6 events you need to attend this month
"Hamilton" will be in Madison for three weeks
Through Feb. 16, 2020
“Wisconsin Triennial,” a survey of Wisconsin contemporary art that opened in October, is one of the most highly anticipated exhibitions on the arts calendar each year at the Madison Museum of Contemporary Art. This year’s triennial highlights 32 individuals and two collaborations selected through a rigorous curatorial process. Established and emerging artists are featured in the large-scale show. “You’ll see photography, painting, sculpture, video work — and it addresses many different subjects,” says Erika Monroe-Kane, MMoCA’s director of strategic communications and engagement. “It’s the kind of thing that you can come in and experience and really get a sense of what’s happening in contemporary art in the state,” Monroe-Kane says.
Rhiannon Giddens with Francesco Turrisi
Rhiannon Giddens has had a creative and busy 2019. Giddens wrote the theatrical score for the ballet “Lucy Negro Redux”; recorded and released “Songs of Our Native Daughters,” a collaborative album with three other black, female musicians and songwriters; and also recorded “there is no Other” with Italian jazz musician Francesco Turrisi. Giddens, who is widely known for her banjo skills, performs a pair of shows this month with Turrisi at Stoughton Opera House. On “there is no Other,” which was released in May 2019, Turrisi plays drums, piano, accordion, tamburello, lute and cello banjo.
Singer-songwriter Steve Earle released albums to commemorate the two biggest influences in his music career: folk singers Guy Clark and Townes Van Zandt. At a pair of solo concerts at Stoughton Opera House, Earle will play cover songs from “Guy,” an album released last March. Clark, who died of lymphoma in 2016, taught Earle how to write songs and recruited him to play bass in Clark’s band. Earle won a Grammy Award for Best Contemporary Folk Album in 2009 for “Townes,” a collection of the namesake guitarist’s tunes.
Nov. 19 to Dec. 8
Madison theatergoers likely aren’t throwing away their shot at seeing the hottest musical in recent history. Since the Overture Center for the Arts announced last April that “Hamilton: An American Musical” would be included in the lineup this season, the venue sold some 4,100 ticket packages for Broadway shows, nearly double previous season sales. Undeniably, with 24 performances in Overture Hall, “Hamilton” is a huge get for Madison. The hip-hop musical — based on the life of founding father Alexander Hamilton — covers 30 years of history in 46 songs and 25,000 words over the course of nearly two hours and 45 minutes, making it one fast-paced musical. Lin-Manuel Miranda, who wrote the book and score and originated the title role on Broadway, isn’t in this touring production but his genius is.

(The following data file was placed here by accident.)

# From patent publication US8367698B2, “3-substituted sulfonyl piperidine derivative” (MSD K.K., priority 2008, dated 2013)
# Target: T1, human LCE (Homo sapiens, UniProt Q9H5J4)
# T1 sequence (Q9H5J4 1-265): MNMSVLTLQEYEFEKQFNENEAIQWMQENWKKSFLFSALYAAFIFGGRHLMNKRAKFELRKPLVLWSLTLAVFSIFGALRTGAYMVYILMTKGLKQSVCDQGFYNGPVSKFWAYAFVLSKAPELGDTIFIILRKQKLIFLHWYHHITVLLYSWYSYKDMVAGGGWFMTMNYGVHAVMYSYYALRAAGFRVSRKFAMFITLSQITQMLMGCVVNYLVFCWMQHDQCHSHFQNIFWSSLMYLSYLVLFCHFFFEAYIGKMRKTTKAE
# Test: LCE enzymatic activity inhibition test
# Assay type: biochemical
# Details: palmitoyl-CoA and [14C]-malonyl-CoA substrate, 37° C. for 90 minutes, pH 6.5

Elvis Costello & The Imposters
British musician Elvis Costello didn’t wait as long as last time to return to Madison. Costello & The Imposters are back to perform at Orpheum Theater. When Costello performed at Overture Center for the Arts’ Overture Hall in 2015, he said it had been more than 30 years since his last visit. Costello, 65, is on the road for his second U.S. tour this year. He’s in remission after undergoing cancer surgery in the summer of 2018.
The title of Cristela Alonzo’s comedy tour — ”My Affordable Care Act” — is an indication that she’s tuned in to the nation’s current political climate. At the Barrymore Theatre, Alonzo, a first-generation Mexican American who grew up in Texas, will discuss her struggle to become a comedian. Her stand-up is based on her new book, “Music to My Years: A Mixtape-Memoir of Growing Up and Standing Up.” Alonzo became the first Latina to conceive, write, produce and star in her own television show, “Cristela,” which aired on ABC in 2014.
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